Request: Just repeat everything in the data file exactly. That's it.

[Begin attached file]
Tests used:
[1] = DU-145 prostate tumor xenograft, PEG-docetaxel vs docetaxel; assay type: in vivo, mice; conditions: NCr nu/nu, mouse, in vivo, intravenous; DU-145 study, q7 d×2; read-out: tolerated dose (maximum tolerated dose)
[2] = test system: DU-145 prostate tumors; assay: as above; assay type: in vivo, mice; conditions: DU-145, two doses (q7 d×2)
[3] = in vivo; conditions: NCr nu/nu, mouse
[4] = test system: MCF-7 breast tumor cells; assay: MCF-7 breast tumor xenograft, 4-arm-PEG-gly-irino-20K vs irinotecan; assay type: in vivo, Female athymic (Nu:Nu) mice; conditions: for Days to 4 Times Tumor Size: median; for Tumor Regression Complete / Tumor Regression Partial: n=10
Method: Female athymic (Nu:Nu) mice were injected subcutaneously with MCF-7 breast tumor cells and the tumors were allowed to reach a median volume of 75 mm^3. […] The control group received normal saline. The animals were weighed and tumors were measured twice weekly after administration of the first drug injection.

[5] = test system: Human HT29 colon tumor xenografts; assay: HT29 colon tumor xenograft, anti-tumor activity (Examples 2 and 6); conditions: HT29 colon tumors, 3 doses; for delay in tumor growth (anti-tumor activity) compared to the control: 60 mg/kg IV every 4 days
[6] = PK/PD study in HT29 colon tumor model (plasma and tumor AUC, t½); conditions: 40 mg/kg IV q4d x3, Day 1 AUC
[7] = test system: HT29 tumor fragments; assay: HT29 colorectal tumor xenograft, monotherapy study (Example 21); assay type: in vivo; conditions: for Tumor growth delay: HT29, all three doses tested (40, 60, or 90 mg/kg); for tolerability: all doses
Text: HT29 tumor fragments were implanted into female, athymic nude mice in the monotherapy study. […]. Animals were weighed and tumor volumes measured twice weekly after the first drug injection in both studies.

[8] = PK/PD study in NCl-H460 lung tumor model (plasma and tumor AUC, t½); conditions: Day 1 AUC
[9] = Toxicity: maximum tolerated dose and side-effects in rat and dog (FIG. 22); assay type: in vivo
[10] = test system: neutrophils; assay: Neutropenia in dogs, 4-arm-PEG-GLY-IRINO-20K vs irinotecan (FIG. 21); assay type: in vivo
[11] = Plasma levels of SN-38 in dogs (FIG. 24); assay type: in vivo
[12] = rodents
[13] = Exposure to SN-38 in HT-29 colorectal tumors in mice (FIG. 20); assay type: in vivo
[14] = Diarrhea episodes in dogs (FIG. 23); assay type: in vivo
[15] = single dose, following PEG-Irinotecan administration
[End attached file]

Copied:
Tests used:
[1] = DU-145 prostate tumor xenograft, PEG-docetaxel vs docetaxel; assay type: in vivo, mice; conditions: NCr nu/nu, mouse, in vivo, intravenous; DU-145 study, q7 d×2; read-out: tolerated dose (maximum tolerated dose)
[2] = test system: DU-145 prostate tumors; assay: as above; assay type: in vivo, mice; conditions: DU-145, two doses (q7 d×2)
[3] = in vivo; conditions: NCr nu/nu, mouse
[4] = test system: MCF-7 breast tumor cells; assay: MCF-7 breast tumor xenograft, 4-arm-PEG-gly-irino-20K vs irinotecan; assay type: in vivo, Female athymic (Nu:Nu) mice; conditions: for Days to 4 Times Tumor Size: median; for Tumor Regression Complete / Tumor Regression Partial: n=10
Method: Female athymic (Nu:Nu) mice were injected subcutaneously with MCF-7 breast tumor cells and the tumors were allowed to reach a median volume of 75 mm^3. […] The control group received normal saline. The animals were weighed and tumors were measured twice weekly after administration of the first drug injection.

[5] = test system: Human HT29 colon tumor xenografts; assay: HT29 colon tumor xenograft, anti-tumor activity (Examples 2 and 6); conditions: HT29 colon tumors, 3 doses; for delay in tumor growth (anti-tumor activity) compared to the control: 60 mg/kg IV every 4 days
[6] = PK/PD study in HT29 colon tumor model (plasma and tumor AUC, t½); conditions: 40 mg/kg IV q4d x3, Day 1 AUC
[7] = test system: HT29 tumor fragments; assay: HT29 colorectal tumor xenograft, monotherapy study (Example 21); assay type: in vivo; conditions: for Tumor growth delay: HT29, all three doses tested (40, 60, or 90 mg/kg); for tolerability: all doses
Text: HT29 tumor fragments were implanted into female, athymic nude mice in the monotherapy study. […]. Animals were weighed and tumor volumes measured twice weekly after the first drug injection in both studies.

[8] = PK/PD study in NCl-H460 lung tumor model (plasma and tumor AUC, t½); conditions: Day 1 AUC
[9] = Toxicity: maximum tolerated dose and side-effects in rat and dog (FIG. 22); assay type: in vivo
[10] = test system: neutrophils; assay: Neutropenia in dogs, 4-arm-PEG-GLY-IRINO-20K vs irinotecan (FIG. 21); assay type: in vivo
[11] = Plasma levels of SN-38 in dogs (FIG. 24); assay type: in vivo
[12] = rodents
[13] = Exposure to SN-38 in HT-29 colorectal tumors in mice (FIG. 20); assay type: in vivo
[14] = Diarrhea episodes in dogs (FIG. 23); assay type: in vivo
[15] = single dose, following PEG-Irinotecan administration